PROVIDENCE, R.I. (AP) — Rhode Island State Police have received about 18,000 reports of unemployment insurance fraud from residents since April when job losses caused by the coronavirus pandemic started to surge, and are still getting about 100 per day, a top officer says.
In many cases, victims of unemployment insurance fraud will receive a letter from the the state Department of Labor and Training regarding benefits they didn’t apply for, Detective Capt. Robert Creamer tells WPRI-TV.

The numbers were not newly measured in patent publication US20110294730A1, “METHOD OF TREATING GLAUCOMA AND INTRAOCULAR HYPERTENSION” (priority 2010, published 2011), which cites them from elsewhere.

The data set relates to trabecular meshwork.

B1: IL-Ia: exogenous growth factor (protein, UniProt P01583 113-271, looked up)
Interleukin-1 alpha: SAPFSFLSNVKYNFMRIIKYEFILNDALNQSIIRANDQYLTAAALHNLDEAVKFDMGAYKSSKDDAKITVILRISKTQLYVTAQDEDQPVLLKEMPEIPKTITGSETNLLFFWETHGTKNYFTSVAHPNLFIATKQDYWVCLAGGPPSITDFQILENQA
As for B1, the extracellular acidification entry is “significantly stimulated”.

Those who receive a letter but have not applied for unemployment benefits should first fill out a fraud claim form on the state police website, he said. Police will then contact Labor and Training to get those payments stopped, Creamer said.
After filing a complaint, victims should change the passwords on all their financial accounts, file an identity theft complaint with the Federal Trade Commission, and contact credit bureaus and request a credit freeze, he said.